If Authorized, Takes of 19,497 Marine Mammals by Harassment Expected
Amid great public outcry about Rutgers' ocean blasting experiment off Barnegat Light, NJ and President Obama’s opening up of the East Coast to seismic testing and oil drilling, yet another dangerous ocean blasting survey is coming New Jersey’s way.
“New Jersey’s marine life, fisheries and coastal economy can’t get a break,” said Cindy Zipf, Executive Director of Clean Ocean Action.
The United States Geological Survey (USGS), Lamont-Doherty Earth Observatory (L-DEO) of Columbia University, and the National Science Foundation propose to conduct a 2-D seismic vessel survey in the Atlantic Ocean off the Eastern Seaboard between August and September 2014 and April and August 2015 to identify the outer limits of the United States continental shelf and study potential tsunami-related hazards. The project includes the use of an array of 36 airguns . The airguns will blast the ocean at 236-265 decibels every 20 to 24 seconds, 24 hours a day for at least 17 days each year of the survey.
Clean Ocean Action submitted comments Wednesday (see attached PDF) on the proposed Incidental Harassment Authorization (IHA) issued by the National Marine Fisheries Service, which outlined several concerns about potential impacts to marine mammals:
- The proposed project threatens serious harm to numerous species of marine mammals and is therefore contrary to the goals, mandates, and prohibitions of the Marine Mammal Protection Act.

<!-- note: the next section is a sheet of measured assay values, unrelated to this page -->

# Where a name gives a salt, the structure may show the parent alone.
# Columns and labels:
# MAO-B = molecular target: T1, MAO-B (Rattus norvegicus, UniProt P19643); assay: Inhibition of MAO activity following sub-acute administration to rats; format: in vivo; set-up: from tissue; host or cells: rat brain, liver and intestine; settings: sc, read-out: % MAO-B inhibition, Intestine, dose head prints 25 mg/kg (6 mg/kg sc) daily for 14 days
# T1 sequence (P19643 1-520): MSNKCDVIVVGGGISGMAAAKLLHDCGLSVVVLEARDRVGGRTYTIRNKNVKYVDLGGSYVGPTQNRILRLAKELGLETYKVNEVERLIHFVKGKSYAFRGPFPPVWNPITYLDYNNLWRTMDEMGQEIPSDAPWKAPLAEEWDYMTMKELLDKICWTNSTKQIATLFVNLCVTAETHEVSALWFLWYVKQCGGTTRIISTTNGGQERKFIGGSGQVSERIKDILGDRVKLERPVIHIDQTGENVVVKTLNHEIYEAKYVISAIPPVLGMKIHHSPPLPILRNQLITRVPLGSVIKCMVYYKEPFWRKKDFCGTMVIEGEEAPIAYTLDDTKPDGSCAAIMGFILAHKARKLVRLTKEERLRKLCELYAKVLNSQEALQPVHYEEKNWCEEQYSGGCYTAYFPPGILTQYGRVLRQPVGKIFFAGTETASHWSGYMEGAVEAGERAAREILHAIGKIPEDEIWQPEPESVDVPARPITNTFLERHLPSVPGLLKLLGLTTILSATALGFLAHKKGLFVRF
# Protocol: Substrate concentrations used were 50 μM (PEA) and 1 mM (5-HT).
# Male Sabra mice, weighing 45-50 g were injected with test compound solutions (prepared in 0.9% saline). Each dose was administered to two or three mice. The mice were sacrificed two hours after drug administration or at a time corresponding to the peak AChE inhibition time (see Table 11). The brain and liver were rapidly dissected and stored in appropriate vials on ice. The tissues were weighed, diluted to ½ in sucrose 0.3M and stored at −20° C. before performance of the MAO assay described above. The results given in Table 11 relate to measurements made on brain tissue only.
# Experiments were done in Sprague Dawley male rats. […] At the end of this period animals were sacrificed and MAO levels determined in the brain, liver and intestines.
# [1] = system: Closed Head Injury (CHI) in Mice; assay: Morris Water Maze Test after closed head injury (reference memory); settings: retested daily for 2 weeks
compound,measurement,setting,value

- A full environmental impact statement (EIS) should be completed prior to the consideration of the IHA, to remedy issues of incomplete information and inadequate assessment of impacts.
- There are insufficient evaluations of alternatives and mitigation measures.
- The Proposed Project should not be conducted during the spring and summer months, which are the peak of marine mammal (and other marine species) feeding, breeding, and/or calving activity off the mid-Atlantic.
- NMFS should ensure that best available science and regulatory review are incorporated into the EIS and IHA, require stronger mitigation measures, and consider different times of year for the Proposed Project.
“We shouldn’t repeat mistakes of the past,” said Cassandra Ornell, Clean Ocean Action’s Staff Scientist. “Back in 2002, a similar seismic expedition in the Gulf of California - also led by LDEO – resulted in beaked whale strandings, and a federal judge responded by ordering the ship to cease operations.”The Marine Mammal Protection Act places a “moratorium on the taking” of marine mammals. Any authorization to take marine mammals must result in the incidental take of only “small numbers of marine mammals of a species or population stock,” and can have no more than a “negligible impact” on species and stocks.